Finally, evaluate the solution and declare success or the need to reassess.  If a solution is successful then there needs to be a celebration, people need to know their work paid off and there are the results. In the event the solution is less than effective, look at the portions that are not successful and reassess the processes or products and make the necessary changes.

Thomas Edison did not fail thousands of times developing the light bulb, he just found thousands of ways it would not work.  The key is; persistence can pay off if the initial goals and expectations are well-defined and understood.

Summary:

Can this process work every time, YES? Will it be implemented correctly every time, NO! This is where your management skills come to the forefront.  How the process is driven should be facilitated by you, the manager or senior executive, but you cannot do it alone.  Embrace your customers and employees as advocates and supporters then think in terms of innovation and growth. If you need help with defining your processes please visit my website or call me at 630-454-4821.

Are You Looking for the Ideal Working Environment?

man_spyglass_books_300_nwmThe more I read and digest the works of John Maxwell, the better I understand the nature of interaction and   relationships.  Wherever I choose to work, I use the following as guidelines in making the choice.  If I don’t find the elements present, can I influence their creation in the future?  If the answer is “no” to either question then I have to seriously consider my future in that location or firm.  The key here is to be honest in your evaluation from both sides, personal as well as corporate.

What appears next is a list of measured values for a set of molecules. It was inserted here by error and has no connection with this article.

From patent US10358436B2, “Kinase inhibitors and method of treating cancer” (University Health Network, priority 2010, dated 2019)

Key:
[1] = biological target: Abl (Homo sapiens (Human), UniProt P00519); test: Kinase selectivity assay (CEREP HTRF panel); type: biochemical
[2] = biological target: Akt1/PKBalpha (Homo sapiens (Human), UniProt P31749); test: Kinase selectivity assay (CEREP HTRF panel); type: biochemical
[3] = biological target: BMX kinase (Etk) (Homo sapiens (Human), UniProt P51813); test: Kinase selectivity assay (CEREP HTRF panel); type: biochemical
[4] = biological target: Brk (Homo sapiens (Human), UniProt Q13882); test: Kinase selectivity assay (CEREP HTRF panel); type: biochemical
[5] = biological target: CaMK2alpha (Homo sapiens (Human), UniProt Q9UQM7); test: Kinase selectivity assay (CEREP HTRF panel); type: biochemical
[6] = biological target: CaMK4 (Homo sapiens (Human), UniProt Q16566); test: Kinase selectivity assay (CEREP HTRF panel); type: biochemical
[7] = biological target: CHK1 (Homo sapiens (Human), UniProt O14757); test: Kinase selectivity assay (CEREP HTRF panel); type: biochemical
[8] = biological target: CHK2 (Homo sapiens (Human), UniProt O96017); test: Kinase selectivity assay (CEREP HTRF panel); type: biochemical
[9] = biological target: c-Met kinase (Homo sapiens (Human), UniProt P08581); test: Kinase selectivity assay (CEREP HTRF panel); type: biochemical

1.   Is it a place where others are ahead of me! 

Are there people that provide a group from which I can learn and grow? This means I have a group to learn from and grow with which makes time and learning progress much faster and provides a lot more fun in the process.

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Proactively Dealing with Absences

Optimism (2014_08_09 17_26_59 UTC)

As a leader, I am sure that you have dealt with or are dealing with workplace absence and it is costing your company profits, productivity, and customer satisfaction. It is well known that not all days taken off work are due to genuine sickness. Many employees “take a sick day” because their attitude is at a low point and they just don’t want to or can’t do their work.

Engaging people is a perfect platform to help ease the pressure of absences.  If people are engaged at work then they are less likely to take a day off every time they wake up with a stuffy nose or feeling blue.

Some think that paying more money, improving job security or working conditions are the only answers. Well, they aren’t, and finding solutions can be perceived as a daunting task.

People who lead other people need to become more tuned to their employees’ emotional needs and find out what really motivates them. This is may seem to be easier to achieve than paying more money or improving job security, however, there is no quick fix.

To reduce the amount of absence there are three practices you need to consider adapting or improving in your organization:

Always pick the right person for the job in the first place.

Improve your interviewing and selection processes.

Spend more time on this process; pay more attention to the applicant’s attitudes rather than their qualifications or experience. Get to know them better.